Online Advertising: US Government Sues Google for Monopoly
Led by Merrick Garland, Attorney General of the United States, the Federal Department of Justice as well as eight American states, including California and the State of New York, are asking the courts to condemn the Californian group Google for violating the right to competition. (File photo)
The US Department of Justice sued internet search giant Google on Tuesday for its 'monopoly' in the online advertising market , according to a court document.
Google has used anti-competitive, excludable, and unlawful methods to eliminate or significantly reduce any threat to its dominance over technologies used for digital advertising, this document asserts.
The Federal Department of Justice and eight American states, including California and New York, are asking the courts to condemn the Californian group for violating competition law, to make it pay damages and to order the sale of its activities related to the sale of online advertising space.
The complaint explains that Google controls both the technologies used by almost all websites to sell banners or entry windows to brands and the tools advertisers use to buy these spaces, as well as the market where transactions take place.
The damage is obvious: website publishers earn less and advertisers spend more, claim the plaintiffs.
“Although Google has been dealing with increased competition in recent years, its market share remains unmatched.
— Evelyn Mitchell, Analyst at Insider Intelligence
According to Ms. Mitchell, the group garners more than a quarter of all digital ad spend and more than half advertising revenue backed by online searches.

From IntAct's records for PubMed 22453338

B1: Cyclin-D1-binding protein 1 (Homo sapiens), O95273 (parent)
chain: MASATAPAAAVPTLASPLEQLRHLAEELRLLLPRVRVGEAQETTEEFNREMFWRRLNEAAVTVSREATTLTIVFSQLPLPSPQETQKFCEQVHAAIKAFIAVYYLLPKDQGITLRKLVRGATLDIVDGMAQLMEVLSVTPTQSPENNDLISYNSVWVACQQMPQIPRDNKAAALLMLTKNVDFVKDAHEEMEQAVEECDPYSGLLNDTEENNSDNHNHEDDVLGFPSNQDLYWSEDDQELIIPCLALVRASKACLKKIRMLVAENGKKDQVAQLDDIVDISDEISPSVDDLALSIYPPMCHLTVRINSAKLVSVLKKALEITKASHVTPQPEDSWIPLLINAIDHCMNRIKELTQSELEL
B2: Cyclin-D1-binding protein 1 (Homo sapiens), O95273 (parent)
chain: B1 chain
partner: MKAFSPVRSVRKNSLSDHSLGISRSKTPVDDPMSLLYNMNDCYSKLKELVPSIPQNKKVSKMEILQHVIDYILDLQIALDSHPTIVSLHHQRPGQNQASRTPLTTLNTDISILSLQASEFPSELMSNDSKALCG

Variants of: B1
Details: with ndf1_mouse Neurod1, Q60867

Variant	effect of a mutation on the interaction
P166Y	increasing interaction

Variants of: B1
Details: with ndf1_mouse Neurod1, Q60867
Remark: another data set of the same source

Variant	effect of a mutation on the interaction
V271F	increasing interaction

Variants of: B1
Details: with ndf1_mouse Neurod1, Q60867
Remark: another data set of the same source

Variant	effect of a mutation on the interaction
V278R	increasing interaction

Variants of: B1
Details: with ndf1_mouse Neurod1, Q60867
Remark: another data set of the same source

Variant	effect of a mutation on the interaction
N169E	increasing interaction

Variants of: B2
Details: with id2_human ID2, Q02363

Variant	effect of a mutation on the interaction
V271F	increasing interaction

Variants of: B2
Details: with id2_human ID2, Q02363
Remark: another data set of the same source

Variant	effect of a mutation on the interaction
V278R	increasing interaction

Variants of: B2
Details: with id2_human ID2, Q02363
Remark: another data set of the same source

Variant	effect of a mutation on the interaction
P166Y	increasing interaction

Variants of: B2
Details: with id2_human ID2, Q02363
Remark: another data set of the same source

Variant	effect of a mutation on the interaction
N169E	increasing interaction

The Department of Justice is trying to pick winners and losers in the already highly competitive digital advertising industry, a Google spokesperson said.
The company says he believes that if the Justice Department prevails, its approach would slow innovation, drive up advertising costs, and make it harder for thousands of small businesses and publishers to grow.
Competition for ad revenue is fierce online and offline, argues Computer & Communications Industry Association (CCIA) in a statement.
The trade association that represents the industry believes the Department of Justice should consider the entire market advertising, not just the digital part.
“The government's position that online ads do not compete with print, radio, television and street signs undermines reason. »
— The Computer & Communications Industry Association
However, for the department and the eight states, it is indeed the Internet.
An open Internet is essential to American life, states the introductory complaint.
The plaintiffs argue that digital advertisements are necessary to fund websites and are bought and sold in huge volumes in fractions of a second, working very differently from how print newspapers or TV channels operate.
More than 13 billion ads are sold every day on the web in the United States, the plaintiffs add.
They claim that Google abused its dominant position to exclude rivals, including by systematically taking control of a wide variety of high-tech tools used by publishers, advertisers and other actors. market.
“We accuse Google of capturing publishers' revenue for its own profit and punished those who sought alternatives. These methods have weakened the free and open Internet and increased costs for businesses and for the United States government, including the military. »
— Vanita Gupta, Deputy Secretary, quoted in a statement
This is the second complaint filed by the Department of Justice against the California group since the President's inauguration Joe Biden, two years ago. The first, which concerns the domination of its search engine, is due to go to trial this year.
Google has already been fined in the past for violating the competition law, in particular by the European Union.
In the United States, this company is already facing lawsuits launched at the end of 2020 by a coalition of States led by Texas.
According to their accusations, Google has sought to foreclose competition by manipulating ad auctions, that is, the state-of-the-art system that determines which ads are displayed on web pages based on the user's anonymized profile.